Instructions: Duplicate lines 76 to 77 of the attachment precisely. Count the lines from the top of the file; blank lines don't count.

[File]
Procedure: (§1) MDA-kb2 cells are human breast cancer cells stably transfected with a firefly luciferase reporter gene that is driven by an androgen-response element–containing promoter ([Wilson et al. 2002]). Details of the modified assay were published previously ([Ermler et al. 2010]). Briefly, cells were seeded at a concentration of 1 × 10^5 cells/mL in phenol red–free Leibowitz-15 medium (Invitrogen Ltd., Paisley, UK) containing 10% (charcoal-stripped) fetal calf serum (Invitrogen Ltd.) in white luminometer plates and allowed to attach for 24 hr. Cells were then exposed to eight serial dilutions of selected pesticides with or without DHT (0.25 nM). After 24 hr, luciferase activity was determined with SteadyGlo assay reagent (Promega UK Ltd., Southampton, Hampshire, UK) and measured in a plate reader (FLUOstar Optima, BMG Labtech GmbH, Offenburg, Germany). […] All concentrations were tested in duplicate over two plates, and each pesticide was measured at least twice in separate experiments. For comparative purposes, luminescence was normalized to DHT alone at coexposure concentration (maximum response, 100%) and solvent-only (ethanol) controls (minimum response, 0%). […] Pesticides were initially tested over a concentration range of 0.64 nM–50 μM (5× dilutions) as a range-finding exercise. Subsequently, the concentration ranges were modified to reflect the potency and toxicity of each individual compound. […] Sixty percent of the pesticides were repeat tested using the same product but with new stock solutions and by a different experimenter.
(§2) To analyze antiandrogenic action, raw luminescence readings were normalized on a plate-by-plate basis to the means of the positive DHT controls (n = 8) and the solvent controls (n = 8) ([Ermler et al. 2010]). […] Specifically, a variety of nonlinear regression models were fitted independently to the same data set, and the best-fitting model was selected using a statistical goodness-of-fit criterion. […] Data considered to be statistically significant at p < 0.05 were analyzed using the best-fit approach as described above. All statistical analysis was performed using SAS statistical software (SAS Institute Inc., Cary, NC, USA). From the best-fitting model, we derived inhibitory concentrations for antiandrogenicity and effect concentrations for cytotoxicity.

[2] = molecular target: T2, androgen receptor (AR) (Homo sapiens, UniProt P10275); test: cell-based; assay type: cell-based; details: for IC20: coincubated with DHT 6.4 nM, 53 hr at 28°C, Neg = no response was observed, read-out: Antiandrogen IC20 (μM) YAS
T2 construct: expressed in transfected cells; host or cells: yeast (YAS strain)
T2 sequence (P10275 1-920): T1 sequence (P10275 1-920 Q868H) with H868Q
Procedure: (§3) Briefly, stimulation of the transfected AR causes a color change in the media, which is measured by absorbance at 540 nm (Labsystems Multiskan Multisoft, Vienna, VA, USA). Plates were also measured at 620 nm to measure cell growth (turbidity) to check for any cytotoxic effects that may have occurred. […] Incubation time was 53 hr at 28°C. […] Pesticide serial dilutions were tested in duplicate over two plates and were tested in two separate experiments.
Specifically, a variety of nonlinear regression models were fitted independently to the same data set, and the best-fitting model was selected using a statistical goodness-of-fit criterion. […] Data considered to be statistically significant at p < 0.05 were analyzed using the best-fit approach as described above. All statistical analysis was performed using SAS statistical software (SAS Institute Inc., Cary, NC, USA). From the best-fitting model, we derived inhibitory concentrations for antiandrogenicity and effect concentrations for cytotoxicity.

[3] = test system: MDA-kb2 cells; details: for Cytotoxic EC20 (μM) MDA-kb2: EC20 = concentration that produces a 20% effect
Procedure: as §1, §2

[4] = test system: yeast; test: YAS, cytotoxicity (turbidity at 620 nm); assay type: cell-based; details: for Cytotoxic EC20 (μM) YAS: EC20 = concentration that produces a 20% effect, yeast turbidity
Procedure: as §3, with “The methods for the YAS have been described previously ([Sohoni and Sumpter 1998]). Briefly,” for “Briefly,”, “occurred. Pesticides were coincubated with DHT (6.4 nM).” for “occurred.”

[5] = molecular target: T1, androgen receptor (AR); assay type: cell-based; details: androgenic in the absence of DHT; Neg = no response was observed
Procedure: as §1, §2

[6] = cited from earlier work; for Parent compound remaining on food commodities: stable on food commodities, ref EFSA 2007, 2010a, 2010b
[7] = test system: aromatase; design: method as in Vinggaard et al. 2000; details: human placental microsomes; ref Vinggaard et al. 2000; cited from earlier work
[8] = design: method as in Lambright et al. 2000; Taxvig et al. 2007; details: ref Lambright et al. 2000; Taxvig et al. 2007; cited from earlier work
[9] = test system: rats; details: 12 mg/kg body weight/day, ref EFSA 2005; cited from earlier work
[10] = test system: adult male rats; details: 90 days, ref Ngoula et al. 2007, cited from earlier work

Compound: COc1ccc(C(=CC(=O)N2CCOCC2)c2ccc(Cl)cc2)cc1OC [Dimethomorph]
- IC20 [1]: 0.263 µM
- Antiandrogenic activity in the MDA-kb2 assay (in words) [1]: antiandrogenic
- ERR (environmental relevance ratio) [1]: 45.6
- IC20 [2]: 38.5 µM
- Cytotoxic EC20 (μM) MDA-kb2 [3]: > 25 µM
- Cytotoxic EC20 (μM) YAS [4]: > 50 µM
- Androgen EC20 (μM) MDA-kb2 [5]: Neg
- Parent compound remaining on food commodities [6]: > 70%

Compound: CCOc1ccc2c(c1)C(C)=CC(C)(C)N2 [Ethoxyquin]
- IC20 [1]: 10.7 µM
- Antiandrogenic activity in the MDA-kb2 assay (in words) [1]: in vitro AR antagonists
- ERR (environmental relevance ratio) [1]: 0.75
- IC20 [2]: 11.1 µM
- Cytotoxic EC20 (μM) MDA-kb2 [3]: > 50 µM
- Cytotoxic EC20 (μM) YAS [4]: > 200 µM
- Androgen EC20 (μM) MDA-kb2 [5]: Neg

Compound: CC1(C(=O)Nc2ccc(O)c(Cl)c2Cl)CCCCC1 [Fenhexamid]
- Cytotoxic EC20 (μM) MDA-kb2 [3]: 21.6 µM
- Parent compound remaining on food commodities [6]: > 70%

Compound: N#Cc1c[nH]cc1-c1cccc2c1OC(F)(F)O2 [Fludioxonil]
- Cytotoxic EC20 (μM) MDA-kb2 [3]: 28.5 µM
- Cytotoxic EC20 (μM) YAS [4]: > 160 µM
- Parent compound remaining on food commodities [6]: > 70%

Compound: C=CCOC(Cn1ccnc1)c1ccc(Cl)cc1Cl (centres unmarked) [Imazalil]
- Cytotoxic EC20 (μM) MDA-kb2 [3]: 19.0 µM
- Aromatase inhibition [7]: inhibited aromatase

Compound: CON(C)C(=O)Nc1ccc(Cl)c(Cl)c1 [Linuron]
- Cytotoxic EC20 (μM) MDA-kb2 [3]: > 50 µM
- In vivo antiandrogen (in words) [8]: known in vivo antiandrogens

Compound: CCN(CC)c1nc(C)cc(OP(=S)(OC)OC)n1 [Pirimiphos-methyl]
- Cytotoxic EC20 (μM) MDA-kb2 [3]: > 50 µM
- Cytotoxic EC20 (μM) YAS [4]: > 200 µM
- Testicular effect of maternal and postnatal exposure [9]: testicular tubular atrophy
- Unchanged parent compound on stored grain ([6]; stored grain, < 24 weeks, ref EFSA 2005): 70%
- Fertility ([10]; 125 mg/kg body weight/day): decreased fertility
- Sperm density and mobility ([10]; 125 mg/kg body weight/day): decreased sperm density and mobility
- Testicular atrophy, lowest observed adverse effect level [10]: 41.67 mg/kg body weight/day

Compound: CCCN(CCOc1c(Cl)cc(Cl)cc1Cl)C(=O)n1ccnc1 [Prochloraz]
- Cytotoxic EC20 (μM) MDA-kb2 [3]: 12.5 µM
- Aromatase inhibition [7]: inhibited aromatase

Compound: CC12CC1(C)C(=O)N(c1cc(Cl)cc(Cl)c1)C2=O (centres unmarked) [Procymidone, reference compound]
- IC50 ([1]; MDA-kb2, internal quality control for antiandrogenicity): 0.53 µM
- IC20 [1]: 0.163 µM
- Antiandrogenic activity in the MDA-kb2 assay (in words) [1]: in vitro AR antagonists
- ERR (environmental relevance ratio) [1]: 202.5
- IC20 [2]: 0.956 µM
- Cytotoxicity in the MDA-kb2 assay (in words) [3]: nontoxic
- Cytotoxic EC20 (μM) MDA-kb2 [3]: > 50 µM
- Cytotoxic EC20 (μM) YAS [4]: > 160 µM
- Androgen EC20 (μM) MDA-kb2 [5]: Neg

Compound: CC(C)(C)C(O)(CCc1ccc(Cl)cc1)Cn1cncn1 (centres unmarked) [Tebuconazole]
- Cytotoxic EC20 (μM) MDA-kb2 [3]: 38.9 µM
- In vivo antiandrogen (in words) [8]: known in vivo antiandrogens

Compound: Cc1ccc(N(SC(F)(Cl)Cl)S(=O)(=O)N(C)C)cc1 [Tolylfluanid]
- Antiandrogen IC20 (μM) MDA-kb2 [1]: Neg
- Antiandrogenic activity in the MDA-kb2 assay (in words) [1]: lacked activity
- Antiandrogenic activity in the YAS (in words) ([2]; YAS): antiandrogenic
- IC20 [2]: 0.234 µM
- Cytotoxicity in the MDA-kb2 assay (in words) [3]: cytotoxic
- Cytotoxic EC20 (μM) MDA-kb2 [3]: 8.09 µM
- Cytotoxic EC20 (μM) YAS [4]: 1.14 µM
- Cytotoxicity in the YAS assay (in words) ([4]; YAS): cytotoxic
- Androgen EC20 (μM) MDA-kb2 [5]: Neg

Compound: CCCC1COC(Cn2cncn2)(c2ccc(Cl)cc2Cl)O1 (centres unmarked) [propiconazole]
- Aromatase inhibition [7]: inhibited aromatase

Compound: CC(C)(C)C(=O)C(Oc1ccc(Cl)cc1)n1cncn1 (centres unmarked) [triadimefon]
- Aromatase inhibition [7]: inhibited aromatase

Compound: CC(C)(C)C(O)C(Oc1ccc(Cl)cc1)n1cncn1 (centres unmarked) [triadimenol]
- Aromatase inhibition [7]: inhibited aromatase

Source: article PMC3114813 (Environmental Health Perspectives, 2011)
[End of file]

- Antiandrogenic activity in the YAS (in words) ([2]; YAS): antiandrogenic
- IC20 [2]: 0.234 µM